I read through the entire thread, and it seems to me I should just use a market order all the time with these liquid ETFs, regardless of the number of shares. Also, no need to break up, e.g., 107 share sell order into 100 and 7 share sell orders. I’d get a better price this way in general. Does this sound like a reasonable approach?

Separately, I do have about 50 individual S&P 500 stocks that I need to liquidate. Wealthfront bought them for me earlier this year, but I don’t use Wealthfront anymore. I have 1-3 shares of each stock. Does the same rule apply here? Just use a market order when I sell all of them? (I will in a few months once all gains become long term)

Thanks!

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livesoft
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Re: Case study Broker trade executions

Post by livesoft » Mon Dec 23, 2019 10:36 pm

^Personally, I think a market order in those situations would be perfectly reasonable as long as it was say 30 minutes after the market open, but even before that it probably be OK. I would guess the bid/ask spread would be 1 cent at most in such situations for such ticker symbols.
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Re: Case study Broker trade executions

Post by stlutz » Mon Dec 23, 2019 10:37 pm

ma21n2 wrote:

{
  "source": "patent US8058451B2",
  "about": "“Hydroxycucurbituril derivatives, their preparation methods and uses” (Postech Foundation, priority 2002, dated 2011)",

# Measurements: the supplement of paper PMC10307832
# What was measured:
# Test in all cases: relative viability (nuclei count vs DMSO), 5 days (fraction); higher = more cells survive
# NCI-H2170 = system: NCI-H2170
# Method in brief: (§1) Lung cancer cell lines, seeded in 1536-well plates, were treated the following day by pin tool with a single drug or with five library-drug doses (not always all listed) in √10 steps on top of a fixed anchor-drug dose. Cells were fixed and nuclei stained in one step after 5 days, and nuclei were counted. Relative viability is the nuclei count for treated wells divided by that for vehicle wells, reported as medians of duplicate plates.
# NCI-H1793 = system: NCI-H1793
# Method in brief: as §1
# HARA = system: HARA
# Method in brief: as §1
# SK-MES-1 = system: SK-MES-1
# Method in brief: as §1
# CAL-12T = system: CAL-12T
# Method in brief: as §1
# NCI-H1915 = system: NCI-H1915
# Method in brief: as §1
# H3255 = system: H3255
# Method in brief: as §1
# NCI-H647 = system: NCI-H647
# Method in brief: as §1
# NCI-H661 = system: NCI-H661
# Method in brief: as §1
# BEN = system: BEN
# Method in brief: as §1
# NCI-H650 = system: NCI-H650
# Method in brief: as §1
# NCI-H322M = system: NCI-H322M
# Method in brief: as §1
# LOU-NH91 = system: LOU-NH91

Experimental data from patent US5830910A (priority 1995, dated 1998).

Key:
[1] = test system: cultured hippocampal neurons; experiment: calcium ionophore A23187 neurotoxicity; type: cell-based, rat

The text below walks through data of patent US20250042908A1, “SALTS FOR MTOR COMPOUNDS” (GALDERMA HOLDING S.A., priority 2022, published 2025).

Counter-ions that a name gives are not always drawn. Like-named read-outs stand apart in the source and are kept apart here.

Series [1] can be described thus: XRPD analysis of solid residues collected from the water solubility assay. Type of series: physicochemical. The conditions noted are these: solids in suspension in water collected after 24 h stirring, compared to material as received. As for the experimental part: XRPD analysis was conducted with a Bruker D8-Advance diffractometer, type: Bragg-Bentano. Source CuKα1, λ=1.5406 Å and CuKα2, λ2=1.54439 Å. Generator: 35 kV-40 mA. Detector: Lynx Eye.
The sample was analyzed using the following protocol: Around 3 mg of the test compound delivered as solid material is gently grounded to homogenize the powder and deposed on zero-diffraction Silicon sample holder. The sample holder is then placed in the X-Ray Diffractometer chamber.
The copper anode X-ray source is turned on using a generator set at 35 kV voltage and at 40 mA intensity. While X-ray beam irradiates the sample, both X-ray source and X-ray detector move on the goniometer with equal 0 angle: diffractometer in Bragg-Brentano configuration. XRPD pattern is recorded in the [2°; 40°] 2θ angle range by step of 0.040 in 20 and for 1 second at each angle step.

Mon Dec 23, 2019 10:09 pm
I only trade in very liquid ETFs such as VTI, SCHB, ITOT, etc. Most of my trades are odd lot orders because I contribute a set amount to Merrill Edge from every paycheck and buy ETFs. Sometimes I do trade a large number of shares — when I rebalance or tax loss harvest.

I read through the entire thread, and it seems to me I should just use a market order all the time with these liquid ETFs, regardless of the number of shares. Also, no need to break up, e.g., 107 share sell order into 100 and 7 share sell orders. I’d get a better price this way in general. Does this sound like a reasonable approach?
Main thing is to watch how close you're cutting with it your available cash (or have a margin account). If you have $100 and you place an order to buy what you think is $100 worth and the price goes up to $100.01, then you'll end up having to sell something to fund the purchase. Again, that only applies to a cash account where you're cutting it close.

Separately, I do have about 50 individual S&P 500 stocks that I need to liquidate. Wealthfront bought them for me earlier this year, but I don’t use Wealthfront anymore. I have 1-3 shares of each stock. Does the same rule apply here? Just use a market order when I sell all of them? (I will in a few months once all gains become long term)

Thanks!